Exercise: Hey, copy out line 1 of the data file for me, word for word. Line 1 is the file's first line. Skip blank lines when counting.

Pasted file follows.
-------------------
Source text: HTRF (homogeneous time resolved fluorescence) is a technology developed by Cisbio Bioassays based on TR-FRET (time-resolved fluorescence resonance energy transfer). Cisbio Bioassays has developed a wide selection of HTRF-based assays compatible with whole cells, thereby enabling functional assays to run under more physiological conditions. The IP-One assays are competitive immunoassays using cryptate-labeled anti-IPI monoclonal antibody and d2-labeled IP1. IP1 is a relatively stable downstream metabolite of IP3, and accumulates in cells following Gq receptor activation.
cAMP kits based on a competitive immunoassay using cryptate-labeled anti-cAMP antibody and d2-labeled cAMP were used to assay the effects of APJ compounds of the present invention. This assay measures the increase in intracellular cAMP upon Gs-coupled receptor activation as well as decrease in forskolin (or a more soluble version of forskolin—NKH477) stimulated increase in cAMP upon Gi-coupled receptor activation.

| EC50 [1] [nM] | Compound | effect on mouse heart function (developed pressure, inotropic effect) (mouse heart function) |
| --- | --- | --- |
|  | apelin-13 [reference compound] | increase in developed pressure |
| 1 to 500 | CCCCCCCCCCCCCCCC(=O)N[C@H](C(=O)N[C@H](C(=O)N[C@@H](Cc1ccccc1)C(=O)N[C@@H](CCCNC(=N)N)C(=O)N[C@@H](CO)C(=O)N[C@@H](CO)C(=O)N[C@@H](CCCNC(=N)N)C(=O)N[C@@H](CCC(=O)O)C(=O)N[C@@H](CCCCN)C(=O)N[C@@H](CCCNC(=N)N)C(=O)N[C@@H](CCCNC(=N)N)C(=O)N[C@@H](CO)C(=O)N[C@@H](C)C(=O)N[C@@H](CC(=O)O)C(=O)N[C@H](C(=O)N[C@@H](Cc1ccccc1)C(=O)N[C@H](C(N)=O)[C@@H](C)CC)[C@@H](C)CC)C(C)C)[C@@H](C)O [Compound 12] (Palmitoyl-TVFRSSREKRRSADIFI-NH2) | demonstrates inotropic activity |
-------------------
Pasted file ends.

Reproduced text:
Source text: HTRF (homogeneous time resolved fluorescence) is a technology developed by Cisbio Bioassays based on TR-FRET (time-resolved fluorescence resonance energy transfer). Cisbio Bioassays has developed a wide selection of HTRF-based assays compatible with whole cells, thereby enabling functional assays to run under more physiological conditions. The IP-One assays are competitive immunoassays using cryptate-labeled anti-IPI monoclonal antibody and d2-labeled IP1. IP1 is a relatively stable downstream metabolite of IP3, and accumulates in cells following Gq receptor activation.